This is the story of my first time growing blueberries. It may take me a few years to get the whole thing posted, but I hope that it is a success.

We love blueberries! There is a farm just outside of town where we pick a gallon or two of delicious Powder Blue blueberries every year. I have no intention of giving up the tradition, but when my daughter spotted some Pink Lemonade blueberry plants at the local home depot, we had to get them!

Berry Selection

Blueberries do better when cross-pollinated with other varieties. Although Pink Lemonades are self-pollinating, they should perform better if planted near other rabbit-eye varieties. I selected a Tifblue, which is supposed to be a good pollinator due to its extended blooming period. I also got a Powder Blue to cross-pollinate with the Tifblue since Pink Lemonade is not listed as a good pollinator for Tifblue. I think these three varieties should work well with each other.

Now we have four blueberry bushes: 2 Pink Lemonades, 1 Tifblue, 1 Powder Blue

Tifblue Specs:


Powder Blue Specs:

Pink Lemonade Specs

Plant Size: 4′-5′ Tall, 3′-4′ Wide

Fruit Size: Moderate yield of medium-sized fruit.


Light: Full sun to Partial Shade

Special Features: Pinkish flowers in Spring, Berries turn pink when ripe in Summer, Orange-reddish foliage in Fall. Grows in zones 4-8. Needs 300 hours winter chill (below 45 degrees) for best results.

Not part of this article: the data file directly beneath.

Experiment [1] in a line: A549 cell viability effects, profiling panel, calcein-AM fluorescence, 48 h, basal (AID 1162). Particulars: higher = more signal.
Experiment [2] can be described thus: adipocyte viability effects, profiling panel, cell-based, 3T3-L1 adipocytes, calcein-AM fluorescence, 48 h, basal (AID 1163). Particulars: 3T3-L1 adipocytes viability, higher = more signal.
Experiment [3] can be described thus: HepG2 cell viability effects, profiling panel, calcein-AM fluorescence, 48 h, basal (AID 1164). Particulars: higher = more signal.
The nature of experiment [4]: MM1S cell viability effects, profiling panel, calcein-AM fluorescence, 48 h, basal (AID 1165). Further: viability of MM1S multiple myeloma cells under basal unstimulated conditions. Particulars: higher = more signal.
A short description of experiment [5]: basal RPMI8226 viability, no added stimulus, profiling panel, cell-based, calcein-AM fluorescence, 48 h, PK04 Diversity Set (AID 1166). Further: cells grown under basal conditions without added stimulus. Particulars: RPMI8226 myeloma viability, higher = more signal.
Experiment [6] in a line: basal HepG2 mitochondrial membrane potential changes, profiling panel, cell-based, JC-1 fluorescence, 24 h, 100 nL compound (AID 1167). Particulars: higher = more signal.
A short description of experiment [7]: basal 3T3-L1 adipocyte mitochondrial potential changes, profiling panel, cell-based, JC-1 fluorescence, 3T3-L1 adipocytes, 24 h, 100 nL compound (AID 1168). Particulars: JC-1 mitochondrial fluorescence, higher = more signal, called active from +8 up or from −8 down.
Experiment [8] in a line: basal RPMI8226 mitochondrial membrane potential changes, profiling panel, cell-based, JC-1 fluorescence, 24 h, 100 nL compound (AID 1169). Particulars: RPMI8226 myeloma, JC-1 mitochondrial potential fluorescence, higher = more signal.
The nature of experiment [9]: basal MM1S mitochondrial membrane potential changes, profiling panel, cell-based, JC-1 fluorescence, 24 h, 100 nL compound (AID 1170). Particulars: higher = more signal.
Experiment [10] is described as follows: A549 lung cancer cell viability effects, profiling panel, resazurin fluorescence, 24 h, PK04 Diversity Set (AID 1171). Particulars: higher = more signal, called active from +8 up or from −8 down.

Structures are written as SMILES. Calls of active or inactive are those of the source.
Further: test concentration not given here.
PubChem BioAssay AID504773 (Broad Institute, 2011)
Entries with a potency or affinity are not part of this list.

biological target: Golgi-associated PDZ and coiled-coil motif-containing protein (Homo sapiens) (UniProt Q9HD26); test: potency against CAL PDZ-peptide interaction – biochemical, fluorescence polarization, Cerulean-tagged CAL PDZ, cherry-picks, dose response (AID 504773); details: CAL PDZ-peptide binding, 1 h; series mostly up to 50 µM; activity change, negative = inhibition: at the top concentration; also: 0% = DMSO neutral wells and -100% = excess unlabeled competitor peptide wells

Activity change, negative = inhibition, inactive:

Berry Preparation

Blueberries like full sun and acidic soil. A pH of 4.3 – 5.5 if recommended, depending on the variety and who you ask. I am aiming for a pH of about 5.0. There aren’t many places in my yard that get full sun. Plus the local blueberry farm closes in early July when the heat gets to be too much. I decided to put my raised garden bed at the back of the yard, under the edge of a tree. It will be out of the way when kids and pets are playing and it will be shielded from the sun during the hottest part of the day. It should get plenty of sun in the morning and evening.

We filled my raised garden bed about halfway with the lovely compost pile that I have been working on for about three years now. Our soil tester said that the compost was fertile but too alkaline for blueberries. I worked in the soil from last year’s Earthbox crop along with some soil acidifier, perlite, and peat moss and topped with a little Miracle-Gro Shake ‘n Feed fertilizer. I also chose pine bark for our mulch, which is supposed to have a good acid-level for blueberries.

I plan to re-test the soil next weekend and adjust as needed. I went ahead and planted our berries since I don’t think the numbers could be too far off, the weather is beautiful, and I think they will enjoy the upcoming rainy weather.

February 29, 2020: Planting Berries

It is suggested that you plant bushes about 6 feet apart. But my raised garden bed is only 8 feet long. And I know that the farm we go to plants their berries much closer. From center to center, we ended up leaving 32 inches between the Tifblue and Powder Blue, 28 inches between Powder Blue and Pink Lemonade, and 24 inches between the two Pink Lemonades. I assume this means I will have to stay on top of yearly pruning as the plants grow.

My daughter and I were snacking on a banana while we discussed our planting plans, so we threw a piece of peel next to each plant before adding mulch.


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